Private firm are 95% family-owned and after a generation of development, the first generation has to leave departure and internal struggles develop because of the lack of guidance, Rupert Hoogewerf, founder of the Hurun China rich list writes in the Global Times.
After decades of growth, many of China’s family-run companies are beginning to run into trouble as a lack of clearly-defined ownership rights and responsibilities pulls these businesses into internal power struggles. This could spiral into a major problem for the domestic private sector, where more than 95 percent of companies are run by families.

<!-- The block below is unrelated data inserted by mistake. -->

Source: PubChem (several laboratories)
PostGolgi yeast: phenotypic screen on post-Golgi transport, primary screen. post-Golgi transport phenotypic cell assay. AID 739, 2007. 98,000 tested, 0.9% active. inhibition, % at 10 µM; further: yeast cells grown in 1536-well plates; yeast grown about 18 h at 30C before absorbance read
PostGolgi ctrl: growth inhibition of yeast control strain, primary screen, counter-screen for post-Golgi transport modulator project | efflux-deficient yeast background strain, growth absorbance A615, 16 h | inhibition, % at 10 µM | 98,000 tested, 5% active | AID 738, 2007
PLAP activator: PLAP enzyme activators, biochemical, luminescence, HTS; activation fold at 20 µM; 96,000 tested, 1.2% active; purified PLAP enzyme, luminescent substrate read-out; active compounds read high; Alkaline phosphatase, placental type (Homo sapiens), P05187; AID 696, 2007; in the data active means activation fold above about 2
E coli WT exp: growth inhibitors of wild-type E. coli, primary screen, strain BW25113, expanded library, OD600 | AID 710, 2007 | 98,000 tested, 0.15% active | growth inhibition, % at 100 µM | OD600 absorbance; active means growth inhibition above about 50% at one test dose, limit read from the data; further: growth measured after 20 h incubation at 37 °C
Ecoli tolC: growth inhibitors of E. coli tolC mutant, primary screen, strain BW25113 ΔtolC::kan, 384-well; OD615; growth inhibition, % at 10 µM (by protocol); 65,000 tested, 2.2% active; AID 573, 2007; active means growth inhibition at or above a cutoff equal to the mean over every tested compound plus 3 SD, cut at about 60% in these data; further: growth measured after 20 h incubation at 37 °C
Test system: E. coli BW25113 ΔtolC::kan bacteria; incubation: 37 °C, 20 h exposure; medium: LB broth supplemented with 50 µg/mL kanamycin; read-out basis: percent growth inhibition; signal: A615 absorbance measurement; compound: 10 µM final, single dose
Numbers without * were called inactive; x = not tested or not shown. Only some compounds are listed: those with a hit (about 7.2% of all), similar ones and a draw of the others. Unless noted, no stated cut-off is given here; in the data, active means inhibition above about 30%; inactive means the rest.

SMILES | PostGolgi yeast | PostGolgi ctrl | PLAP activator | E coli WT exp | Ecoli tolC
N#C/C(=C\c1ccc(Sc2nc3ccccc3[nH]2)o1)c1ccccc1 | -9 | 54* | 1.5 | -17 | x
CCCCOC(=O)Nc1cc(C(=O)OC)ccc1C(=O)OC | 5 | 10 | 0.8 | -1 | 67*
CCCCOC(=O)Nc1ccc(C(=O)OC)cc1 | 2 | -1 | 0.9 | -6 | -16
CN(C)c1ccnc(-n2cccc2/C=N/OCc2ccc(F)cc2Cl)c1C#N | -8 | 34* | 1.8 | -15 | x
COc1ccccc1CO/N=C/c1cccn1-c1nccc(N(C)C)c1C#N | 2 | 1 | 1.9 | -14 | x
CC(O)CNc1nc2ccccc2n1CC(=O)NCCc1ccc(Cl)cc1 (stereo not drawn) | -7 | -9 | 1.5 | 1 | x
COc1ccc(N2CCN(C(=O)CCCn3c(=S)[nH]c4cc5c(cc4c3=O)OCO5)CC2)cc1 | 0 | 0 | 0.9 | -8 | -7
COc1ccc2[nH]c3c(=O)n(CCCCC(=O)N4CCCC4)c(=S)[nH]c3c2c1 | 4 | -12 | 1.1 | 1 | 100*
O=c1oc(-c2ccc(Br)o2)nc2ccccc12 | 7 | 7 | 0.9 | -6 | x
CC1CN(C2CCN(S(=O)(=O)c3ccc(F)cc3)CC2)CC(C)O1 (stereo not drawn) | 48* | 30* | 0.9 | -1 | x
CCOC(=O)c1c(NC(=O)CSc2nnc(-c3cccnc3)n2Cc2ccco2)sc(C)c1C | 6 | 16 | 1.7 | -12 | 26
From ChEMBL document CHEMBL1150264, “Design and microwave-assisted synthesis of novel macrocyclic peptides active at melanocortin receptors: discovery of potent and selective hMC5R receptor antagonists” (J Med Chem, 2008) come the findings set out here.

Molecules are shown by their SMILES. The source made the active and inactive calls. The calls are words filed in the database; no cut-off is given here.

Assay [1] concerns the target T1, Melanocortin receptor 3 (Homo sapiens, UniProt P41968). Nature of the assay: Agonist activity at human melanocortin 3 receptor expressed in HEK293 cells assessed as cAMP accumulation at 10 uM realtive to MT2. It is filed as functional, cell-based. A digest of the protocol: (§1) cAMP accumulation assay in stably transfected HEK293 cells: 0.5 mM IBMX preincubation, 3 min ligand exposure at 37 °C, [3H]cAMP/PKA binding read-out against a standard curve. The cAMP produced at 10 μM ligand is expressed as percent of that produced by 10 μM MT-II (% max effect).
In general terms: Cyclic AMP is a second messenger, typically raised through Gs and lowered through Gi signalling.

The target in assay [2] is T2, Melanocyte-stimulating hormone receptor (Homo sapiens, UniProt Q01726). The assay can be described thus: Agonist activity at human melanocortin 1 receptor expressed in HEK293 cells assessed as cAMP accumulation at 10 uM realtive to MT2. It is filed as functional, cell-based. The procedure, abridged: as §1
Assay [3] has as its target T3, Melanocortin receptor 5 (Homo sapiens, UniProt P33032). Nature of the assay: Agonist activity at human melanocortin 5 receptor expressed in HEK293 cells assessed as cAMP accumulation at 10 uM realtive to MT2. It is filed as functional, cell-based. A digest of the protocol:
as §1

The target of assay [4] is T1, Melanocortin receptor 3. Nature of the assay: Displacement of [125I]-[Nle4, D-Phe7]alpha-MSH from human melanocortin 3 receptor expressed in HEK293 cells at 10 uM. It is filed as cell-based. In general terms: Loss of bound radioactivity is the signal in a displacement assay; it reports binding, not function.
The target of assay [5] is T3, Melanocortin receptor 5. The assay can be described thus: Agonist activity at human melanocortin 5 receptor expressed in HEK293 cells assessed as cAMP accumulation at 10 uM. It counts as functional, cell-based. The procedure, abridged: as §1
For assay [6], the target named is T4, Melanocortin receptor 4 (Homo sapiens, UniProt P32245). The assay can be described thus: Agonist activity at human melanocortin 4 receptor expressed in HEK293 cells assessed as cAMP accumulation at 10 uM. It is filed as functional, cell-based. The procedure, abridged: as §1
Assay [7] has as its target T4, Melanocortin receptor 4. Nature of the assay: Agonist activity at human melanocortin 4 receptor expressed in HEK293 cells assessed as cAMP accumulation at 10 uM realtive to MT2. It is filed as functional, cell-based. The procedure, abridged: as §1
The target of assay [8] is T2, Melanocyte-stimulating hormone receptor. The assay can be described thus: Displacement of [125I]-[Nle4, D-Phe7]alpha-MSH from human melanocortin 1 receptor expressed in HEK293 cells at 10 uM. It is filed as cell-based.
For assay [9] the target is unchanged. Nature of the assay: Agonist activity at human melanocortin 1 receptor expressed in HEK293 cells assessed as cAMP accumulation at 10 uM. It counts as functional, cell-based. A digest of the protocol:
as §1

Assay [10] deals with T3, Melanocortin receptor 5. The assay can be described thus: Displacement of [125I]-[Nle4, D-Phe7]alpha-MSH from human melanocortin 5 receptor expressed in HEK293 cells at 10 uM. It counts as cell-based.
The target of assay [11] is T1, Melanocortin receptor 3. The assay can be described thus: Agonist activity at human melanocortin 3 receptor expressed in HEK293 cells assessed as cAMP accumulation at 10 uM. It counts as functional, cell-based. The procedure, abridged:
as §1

It has always been common for Chinese business owners to give family members high-ranking positions within their companies, especially in their early stages of their development, in order to cut down on recruiting costs and build consensus within the upper echelons. However, as these companies mature, family-management structures have become enormous liabilities standing in the way of long-term success.
Without stringent guidelines on their performances, managers promoted based on their family connections can exploit this deficient structuring model to secure their own profits, leaving the company to flounder.
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